"Peter Berg Discusses a Scene in the Movie" (1:09, SD) has the director, from the set of a Friday Night Lights reshoot, introducing the scene that was added to the film.
"Ryan's Player Cam" (4:19, SD) is a very cool, candid video diary from Ryan Jacobs, one of the football-playing extras.
In "Tim McGraw: Off the Stage" (6:11, SD), McGraw, Berg, producer Brian Grazer, Garrett Hedlund, Billy Bob Thornton, and Lucas Black discuss McGraw's acting debut.
"Friday Night Lights: The Story of the 1988 Permian Panthers" (23:32, SD) includes local news footage from 1988 and interviews with the real-life principals on that year's team. Interviewees include Berg, Grazer, Bissinger, "Boobie" Miles, Don Billingley, Mike Winchell, Brian Chavez, Derek Luke, Garrett Hedlund, Lucas Black, Tim McGraw, Billy Bob Thornton, Odessa American feature columnist Ken Broadnax, Permian Panthers trainer Tim "Trapper" O'Connell, and 1988 Permian cheerleader Marca Washburn, among others.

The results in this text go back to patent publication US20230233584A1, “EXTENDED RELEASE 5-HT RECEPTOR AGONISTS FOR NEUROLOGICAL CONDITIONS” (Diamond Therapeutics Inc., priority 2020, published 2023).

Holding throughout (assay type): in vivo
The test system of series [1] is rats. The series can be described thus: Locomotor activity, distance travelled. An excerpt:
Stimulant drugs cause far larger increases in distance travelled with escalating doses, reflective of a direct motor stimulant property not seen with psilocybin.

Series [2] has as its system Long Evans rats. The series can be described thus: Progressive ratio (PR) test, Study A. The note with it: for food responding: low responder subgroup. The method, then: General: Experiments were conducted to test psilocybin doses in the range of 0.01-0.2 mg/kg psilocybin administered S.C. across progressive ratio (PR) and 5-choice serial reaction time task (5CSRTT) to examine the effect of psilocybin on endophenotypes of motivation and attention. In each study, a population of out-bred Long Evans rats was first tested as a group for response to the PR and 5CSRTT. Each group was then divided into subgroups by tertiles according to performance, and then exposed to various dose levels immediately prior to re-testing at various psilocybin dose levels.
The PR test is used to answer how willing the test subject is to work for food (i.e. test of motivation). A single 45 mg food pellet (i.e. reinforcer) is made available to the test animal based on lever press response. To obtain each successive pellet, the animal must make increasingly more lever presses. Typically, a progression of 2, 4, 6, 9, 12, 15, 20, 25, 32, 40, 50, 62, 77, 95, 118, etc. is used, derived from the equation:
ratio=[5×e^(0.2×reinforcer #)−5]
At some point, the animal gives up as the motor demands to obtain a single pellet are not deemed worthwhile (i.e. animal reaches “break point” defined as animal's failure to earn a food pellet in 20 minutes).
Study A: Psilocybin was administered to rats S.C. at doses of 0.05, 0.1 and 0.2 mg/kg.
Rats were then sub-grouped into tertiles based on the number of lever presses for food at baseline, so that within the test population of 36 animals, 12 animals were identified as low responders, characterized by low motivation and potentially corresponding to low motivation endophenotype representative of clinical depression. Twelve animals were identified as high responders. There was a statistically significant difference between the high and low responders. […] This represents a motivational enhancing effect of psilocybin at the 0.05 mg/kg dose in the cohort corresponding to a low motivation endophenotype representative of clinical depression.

"Gridiron Grads" (14:11, SD) documents the work of 2nd unit director Allan Graf: whittling 285 auditioners to a 40-man squad of football players over three days of tryouts, the film's training camp, and the shoot. We also get to see Berg addressing the squad.
Last but far from least is "Behind the Lights" (26:51, SD) a nicely done, legitimate making-of doc, with Berg, Grazer, Bissinger, Luke, Washburn, Thornton, Black, McGraw, Graf, Lee Jackson, Hedlund, Jay Hernandez, Miles, and Chavez.
Universal also enables the disc with BD Live, for bonus content and the ability to share My Scenes. Without doubt, this is the version of the film to own on home video.
Panasonic Viera TC-P55VT30 55" Plasma 1080p 3D HDTV
Oppo BDP-93 Universal Network 3D Blu-ray Disc Player
Denon AVR2112CI Integrated Network A/V Surround Receiver
Pioneer SP-BS41-LR Bookshelf Speaker (2)
Pioneer SP-C21 Center Speaker
Pioneer SW-8 Subwoofer